October: Pittsburgh Steelers game and two Celtics games

November: Thanksgiving in Durham

December: Boston Ballet’s The Nutcracker and another Celtics game

Check out my photo montage!

 

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Although I haven’t been keeping up with the blog, I have been keeping up with my writing. Travel provides the needed time and headspace to write and the local sites and other passengers become featured in my work. Also, I’ve been keeping up with my poetry dates as much as I could. I also found a new favorite place to write in my neighborhood, Rifrullo Café. It has good brunch options on Sunday (caramelized French toast), a long wooden table to share with other patrons, and a comfy, curved, pink leather couch. I tend to spend about two hours writing or editing poems, including the six poems that were recently published in The Adirondack Review and Atlas and Alice.


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April in NOLA


Last weekend, I met the Margaret Bashaar, editor and founder of Hyacinth Girl Press the micro-press that published my chapbook. It was the first time we had met in person and she had heard me read the poems from the chapbook. Margaret submitted a proposal for a panel reading from various HGP titles at the New Orleans Poetry Festival. I told her if the panel got accepted, I would “make it work.” In actuality, it was harder to find a flight for a decent price and reserve accommodations than it was to take time off from work.

For the reading, I selected poems from the chapbook that I do not normally read— “Peaches and Pound Cake,” “Why I Stopped Mentoring White Women,” “There’s a Graveyard in My Belly,” and “Transit of Venus”—in addition to the one poem I love to read, “Twenty Questions for Black Professionals,” which was, thankfully, the poem my editor wanted to hear. I also read three new poems I’ve written in the past year that have received the polishing after they’ve been through the weekly critiques over Skype. Although I was on the ground less than 48 hours, I got a chance to meet and hear some great poets, take in the street art on St. Roch Avenue, eat beignets at Café du Monde, have a Bloody Mary & gumbo at Stanley, and visit Marie LaVeau’s House of Voodoo before heading back to the airport.

This week’s poems were a combination of poets I wanted to make sure I included and poems that jumped off the page (or the screen) when I was reading them.

Day 23: The Abandoned Valley by Jack Gilbert 

Day 24: The White Ones by Langston Hughes

Day 25: from Citizen, VI [My brothers are notorious] by Claudia Rankine

Day 26: Facing It by Yusef Komunyakaa

Day 27: The Summer Day by Mary Oliver

Day 28: One Art by Elizabeth Bishop

Day 29: Preface to a Twenty Volume Suicide Note by Amiri Baraka 

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End of Summer Rush


Last Monday, the student leaders arrived on campus, signaling the slippery slope to the start of the semester. Knowing that my summer was officially coming to an end, I headed off to NYC with my mom & sister to see a Broadway show and the sights. Even though I’m a native New Yorker, there’s still something special about the skyscrapers that make the city what it is.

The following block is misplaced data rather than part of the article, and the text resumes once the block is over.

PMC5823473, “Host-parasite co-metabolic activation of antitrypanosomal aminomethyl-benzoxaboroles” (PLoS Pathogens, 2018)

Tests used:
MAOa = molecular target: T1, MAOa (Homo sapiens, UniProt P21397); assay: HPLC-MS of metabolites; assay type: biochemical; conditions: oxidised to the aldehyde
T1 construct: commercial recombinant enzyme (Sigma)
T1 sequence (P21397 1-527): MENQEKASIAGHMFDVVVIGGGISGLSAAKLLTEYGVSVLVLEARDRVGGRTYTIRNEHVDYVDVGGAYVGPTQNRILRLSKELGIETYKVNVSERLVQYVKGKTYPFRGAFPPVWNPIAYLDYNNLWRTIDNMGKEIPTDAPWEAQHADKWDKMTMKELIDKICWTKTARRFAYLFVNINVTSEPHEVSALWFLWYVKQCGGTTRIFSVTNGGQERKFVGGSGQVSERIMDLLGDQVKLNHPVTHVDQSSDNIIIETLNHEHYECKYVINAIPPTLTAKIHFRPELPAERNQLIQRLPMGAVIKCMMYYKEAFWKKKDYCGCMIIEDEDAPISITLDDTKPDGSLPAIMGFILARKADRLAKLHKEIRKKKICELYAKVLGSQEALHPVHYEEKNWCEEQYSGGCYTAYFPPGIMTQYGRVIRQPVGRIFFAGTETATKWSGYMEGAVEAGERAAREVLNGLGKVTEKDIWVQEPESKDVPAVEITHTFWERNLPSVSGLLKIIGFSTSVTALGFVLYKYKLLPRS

Empire State Building

I’m also rushing to cram in as much poetry as I possibly can. I finished an online workshop with Ada Limón, where I wrote three new poems and one revision. She provided prompts with sample poems to inspire us. We had to post our poems by Monday and comment on everyone else’s poem by Sunday night. It was tough to keep the momentum after a full week of poetry in Provincetown. My brain spent more time focused on the semester ahead. Poetic thoughts mostly occurred in the moments before fully waking up or falling asleep, which doesn’t help when you need to write them down. All in all, I’m glad I took the time to participate and now have some material to mold in the fall.

 


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Summer in New England


BOS harbor

In Boston, Spring felt like it arrived on June 7th, a mere two-weeks before the official start of summer. We had so much rain and unseasonably cool temperatures. I’m glad I didn’t put my lightest down coat in storage. Now that the warm weather has decided to stick around for a while, it’s time to plan ahead for summer in New England.

I started the month of June with a staycation where I breakfasted my way around the neighborhood. Brookline has a lot of shops and restaurants that I usually whiz by during my morning walks. Staying at home meant I could take longer walks that ended in delicious meals. Like this one from Eagles Deli (0.07 miles from my apartment).

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Staycation also meant I could pop into various boutiques and see a movie in the middle of the day at Coolidge Corner Theatre. I took my journal with me everywhere to work on the poetry cleanse poems while I was eating, waiting, or on the Green Line.